representation’ (Castells 1997:354). While these challenges were and are undoubtedly real, the
labour movement was able to reinvent itself and take on the complex challenges of globalization
as we argue in the second half of this piece.
Globalisation clearly signaled the end of ‘business as usual’ by the labour movement and
it has generated a whole range of innovative responses as well as a steadily increasing flow of
critical analysis (see Munck 2002; Harrod and O’Brien 2002; Silver 2003; Phelan 2006;
Broffenbrenner 2007; Stevis and Boswell 2008; Webster, Lambert and Bezuidenhout 2008;
Bieler, Lindberg and Pillay 2008; and Huws 2008). This flourishing of innovation has been seen
at the local, national, regional and global levels. Sometimes the turn has been pragmatic and
sometimes advances have been only partial, which we would expect from an uneven development
perspective. However, we could now in the main agree that globalisation has opened up as many
doors as it has closed for labour. We must also realise that labour responses at the global level are
not in a zero-sum relationship with other national or local responses. There is no ‘one best way’
(as Taylorism claimed to be) for labour responses to globalization, where flexibility is the only
given. The Dutch trade unions have argued persuasively for the type of ‘innovative trade union
strategies’ needed today to contest neo-liberal globalisation: ‘it will involve organising new groups
hitherto under-represented in the movement, local and transnational actions, a clear orientation
towards social justice and coalitions with community groups and, last but not least, a vigorous
engagement in the battle of ideas in terms of a vision for an alternative social order’ (Kloosterboer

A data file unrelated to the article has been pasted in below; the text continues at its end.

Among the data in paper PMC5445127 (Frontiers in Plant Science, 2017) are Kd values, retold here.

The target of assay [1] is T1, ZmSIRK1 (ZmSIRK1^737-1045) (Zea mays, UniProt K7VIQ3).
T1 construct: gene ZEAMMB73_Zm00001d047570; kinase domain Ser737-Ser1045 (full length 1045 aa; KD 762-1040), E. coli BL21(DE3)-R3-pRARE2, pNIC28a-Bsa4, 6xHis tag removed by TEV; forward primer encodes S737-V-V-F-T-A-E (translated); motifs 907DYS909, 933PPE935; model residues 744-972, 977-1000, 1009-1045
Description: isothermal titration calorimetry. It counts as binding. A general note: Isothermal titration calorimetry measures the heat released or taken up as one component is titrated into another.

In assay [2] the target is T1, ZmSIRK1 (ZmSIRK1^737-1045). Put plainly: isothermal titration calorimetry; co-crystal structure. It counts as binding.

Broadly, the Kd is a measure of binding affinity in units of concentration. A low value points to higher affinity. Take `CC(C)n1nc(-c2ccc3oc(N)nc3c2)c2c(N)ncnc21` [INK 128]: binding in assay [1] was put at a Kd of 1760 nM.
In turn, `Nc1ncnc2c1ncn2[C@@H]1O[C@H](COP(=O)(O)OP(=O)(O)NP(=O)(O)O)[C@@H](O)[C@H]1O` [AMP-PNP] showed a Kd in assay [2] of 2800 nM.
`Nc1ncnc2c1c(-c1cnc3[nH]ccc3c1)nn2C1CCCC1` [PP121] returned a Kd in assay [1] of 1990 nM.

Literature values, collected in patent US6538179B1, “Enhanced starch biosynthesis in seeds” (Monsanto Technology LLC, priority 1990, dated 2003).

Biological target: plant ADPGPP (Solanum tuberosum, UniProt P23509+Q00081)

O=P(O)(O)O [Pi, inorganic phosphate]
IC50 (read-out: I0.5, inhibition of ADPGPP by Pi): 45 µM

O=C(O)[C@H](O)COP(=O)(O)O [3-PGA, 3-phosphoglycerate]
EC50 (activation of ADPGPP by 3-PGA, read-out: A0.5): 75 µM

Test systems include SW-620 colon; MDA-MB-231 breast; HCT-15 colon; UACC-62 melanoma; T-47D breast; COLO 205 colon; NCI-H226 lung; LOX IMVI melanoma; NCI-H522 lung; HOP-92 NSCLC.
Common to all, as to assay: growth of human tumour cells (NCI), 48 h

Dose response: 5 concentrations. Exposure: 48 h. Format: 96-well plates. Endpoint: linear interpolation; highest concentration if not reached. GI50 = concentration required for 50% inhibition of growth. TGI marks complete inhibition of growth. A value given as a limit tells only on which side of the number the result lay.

2007: 2-13). Of course, implementing this vision in practice is not so simple; it requires ‘buy in’
and a change of mind sets at all levels of the workers movement.
At the end of the twentieth century international trade unionism was confronted by a
tragic paradox.1 There were more wage earners than ever before, around three billion according to
Freeman (2006). The new International Congress of Trade Unions (ITUC) and Global Union
Federations together have more than 150 million members and cover more countries, unions and
workers than ever before. This was due to the incorporation of most of the formerly communist
and national-populist unions. But neo-liberal globalisation implied the simultaneous weakening
of traditional unionism's century-old national-industrial base, the shift of that base to countries
of the South (particularly China), the undermining of traditional job security and union rights,
and the decline or disappearance of support from social-democratic parties, social-reformist
governments and the most powerful inter-state agencies. Moreover, the unions were being
confronted with a fact that – ensconced in their industrial, national or industrial-relations
cocoons – they had never previously felt it necessary to face: in this globalising world of labour

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maybe only one worker in 18 was unionised. Finally, with the disappearance of their competitors
in Communist or national-populist unions, the ICFTU/GUFs found themselves not only in an
alien and hostile world but ideologically disoriented. Previously it had been able to see itself not
only as representing the most advanced union model but as part of the 'free West', opposed to
both Communist and national-populist unionism. Now it found itself left behind by the
globalisation of capital and the decreasing political interest of the international hegemons.
If the union internationals initially responded in equal measure with disorientation and